This Carter Burwell article was written by Adam Hawker, a GIGsoup contributor
Carter Burwell’s score for the Coen Brothers classic neo-noir Fargo is itself a masterpiece. Continuing a collaboration that has lasted for all but one (Oh, Brother Where Art Thou? being the exception) of the Coen Brothers films, Burwell’s sparse, atmospheric orchestration perfectly matches and enhances the tone of the film.
The main motif of the score is taken from the Norwegian folk song “The Lost Sheep”. This, of course, is absolutely in keeping the bleak, wintery vistas and the Nordic heritage of the film’s Minnesota setting. This folk style also lends the score a dark fairy tale quality, which hints at the morality tale at the centre of the narrative.
Its often in exterior moments of violence or discovery when the score suddenly bursts into life, building to wonderful string laddened crescendos which add weight and tension to the on screen action. In the now infamous wood chipper scene, as Officer Gunderson searches the outside of the cabin, all we can hear is her crumpled footsteps in the snow and the distant sound of the wood chipper. As she moves closer to the sound and we, and she, realise the horror of Grimsrud loading the body into the chipper, spreading blood and viscera across the snow, the music swells overpowering the sound of the chipper as Grimsrud attempts to escape across the snow and Gunderson shoots him down.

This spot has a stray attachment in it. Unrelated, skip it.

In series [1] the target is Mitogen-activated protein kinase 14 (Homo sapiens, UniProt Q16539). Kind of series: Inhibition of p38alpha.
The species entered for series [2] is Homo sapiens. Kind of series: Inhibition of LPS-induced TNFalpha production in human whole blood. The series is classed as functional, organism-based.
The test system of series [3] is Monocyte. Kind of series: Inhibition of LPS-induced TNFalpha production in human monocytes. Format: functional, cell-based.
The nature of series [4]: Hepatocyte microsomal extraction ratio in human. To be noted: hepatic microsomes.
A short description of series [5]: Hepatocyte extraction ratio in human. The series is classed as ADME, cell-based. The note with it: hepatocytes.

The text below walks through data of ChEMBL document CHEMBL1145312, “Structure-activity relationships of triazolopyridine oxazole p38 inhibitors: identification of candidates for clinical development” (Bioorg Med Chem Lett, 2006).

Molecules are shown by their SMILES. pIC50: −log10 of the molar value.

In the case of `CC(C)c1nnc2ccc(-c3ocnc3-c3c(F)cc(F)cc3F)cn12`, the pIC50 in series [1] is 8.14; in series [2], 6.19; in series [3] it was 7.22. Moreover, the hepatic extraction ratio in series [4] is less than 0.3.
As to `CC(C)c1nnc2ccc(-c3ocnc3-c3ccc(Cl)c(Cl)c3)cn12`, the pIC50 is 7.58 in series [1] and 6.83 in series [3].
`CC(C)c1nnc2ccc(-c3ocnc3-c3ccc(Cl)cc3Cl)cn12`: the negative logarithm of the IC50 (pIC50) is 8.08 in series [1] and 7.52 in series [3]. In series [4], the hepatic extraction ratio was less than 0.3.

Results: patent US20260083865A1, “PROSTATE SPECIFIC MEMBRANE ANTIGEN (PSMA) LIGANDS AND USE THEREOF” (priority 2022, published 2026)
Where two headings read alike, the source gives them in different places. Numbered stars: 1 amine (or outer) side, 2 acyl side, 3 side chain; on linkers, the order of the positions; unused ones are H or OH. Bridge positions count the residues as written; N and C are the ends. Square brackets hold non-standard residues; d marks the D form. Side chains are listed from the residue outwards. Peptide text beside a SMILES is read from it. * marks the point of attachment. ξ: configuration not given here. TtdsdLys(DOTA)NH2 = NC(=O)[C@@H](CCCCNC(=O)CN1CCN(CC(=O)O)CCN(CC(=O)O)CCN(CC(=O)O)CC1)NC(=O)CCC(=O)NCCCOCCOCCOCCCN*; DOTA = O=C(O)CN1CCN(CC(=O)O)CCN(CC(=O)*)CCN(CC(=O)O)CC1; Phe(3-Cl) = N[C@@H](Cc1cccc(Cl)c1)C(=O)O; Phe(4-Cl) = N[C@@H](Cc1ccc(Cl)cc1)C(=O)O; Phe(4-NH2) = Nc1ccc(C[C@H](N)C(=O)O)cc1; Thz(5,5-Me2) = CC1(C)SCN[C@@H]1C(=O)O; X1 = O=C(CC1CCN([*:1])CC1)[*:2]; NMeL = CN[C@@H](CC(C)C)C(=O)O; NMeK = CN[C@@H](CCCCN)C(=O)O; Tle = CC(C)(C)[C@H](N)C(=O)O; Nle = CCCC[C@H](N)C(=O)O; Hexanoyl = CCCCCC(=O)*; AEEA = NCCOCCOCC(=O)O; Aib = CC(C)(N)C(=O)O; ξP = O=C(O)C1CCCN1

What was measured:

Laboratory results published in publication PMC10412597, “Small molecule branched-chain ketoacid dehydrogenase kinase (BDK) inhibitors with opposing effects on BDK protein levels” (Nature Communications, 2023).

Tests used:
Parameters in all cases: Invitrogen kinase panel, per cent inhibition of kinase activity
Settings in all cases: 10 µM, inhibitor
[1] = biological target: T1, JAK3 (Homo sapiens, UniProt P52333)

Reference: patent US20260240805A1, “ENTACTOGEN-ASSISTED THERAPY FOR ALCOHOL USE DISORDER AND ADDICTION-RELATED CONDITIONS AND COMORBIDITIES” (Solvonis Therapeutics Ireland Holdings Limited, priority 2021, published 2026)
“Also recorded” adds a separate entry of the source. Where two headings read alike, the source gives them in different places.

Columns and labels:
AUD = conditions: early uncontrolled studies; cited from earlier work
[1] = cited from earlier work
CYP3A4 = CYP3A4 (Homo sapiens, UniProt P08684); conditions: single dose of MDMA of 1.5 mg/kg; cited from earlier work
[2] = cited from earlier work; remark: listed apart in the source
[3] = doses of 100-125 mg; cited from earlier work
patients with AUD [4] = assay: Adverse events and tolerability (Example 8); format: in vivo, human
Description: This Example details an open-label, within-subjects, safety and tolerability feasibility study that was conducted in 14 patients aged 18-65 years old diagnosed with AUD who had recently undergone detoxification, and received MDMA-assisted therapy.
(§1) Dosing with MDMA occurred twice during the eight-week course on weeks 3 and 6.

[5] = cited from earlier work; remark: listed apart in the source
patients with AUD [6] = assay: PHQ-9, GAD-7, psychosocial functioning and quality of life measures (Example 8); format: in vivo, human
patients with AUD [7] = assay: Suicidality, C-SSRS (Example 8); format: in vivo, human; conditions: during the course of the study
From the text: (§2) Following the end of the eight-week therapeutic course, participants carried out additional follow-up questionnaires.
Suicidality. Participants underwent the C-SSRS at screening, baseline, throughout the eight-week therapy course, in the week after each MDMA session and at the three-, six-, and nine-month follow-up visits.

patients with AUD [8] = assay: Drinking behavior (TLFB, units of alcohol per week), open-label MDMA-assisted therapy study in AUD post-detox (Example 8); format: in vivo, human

Its clear that, like the Coen Brothers, Burwell was inspired by the classic noir films of the 30s, 40s and 50s. In particular films such as Kiss Me Deadly, Double Indemnity and The Big Sleep with their sweeping orchestral scores. Songs such as “Big City” by Merle Haggard and Boy George’s cover of “These Boots Were Made For Walking” don’t appear on the soundtrack and are always diegetic in the film. Either being heard on radios in the background or, as in the club scene, as live performance whilst the kidnap plan and its fallout are discussed. These songs afford a mundane, natural counterpoint to the score’s dramatic moments, implying that what the characters say is less important than what they do.
The influence of Burwell’s score can currently be seen upon Jeff Russo’s superb score for the Fargo television series. His deliberate use of an Eastern European orchestra and cinematic style feels entirely in sync with the film score. Russo balances the sense of isolation and vastness of the scenary with the intimacy and brutality of the narrative wonderfully, just as Burwell did before him.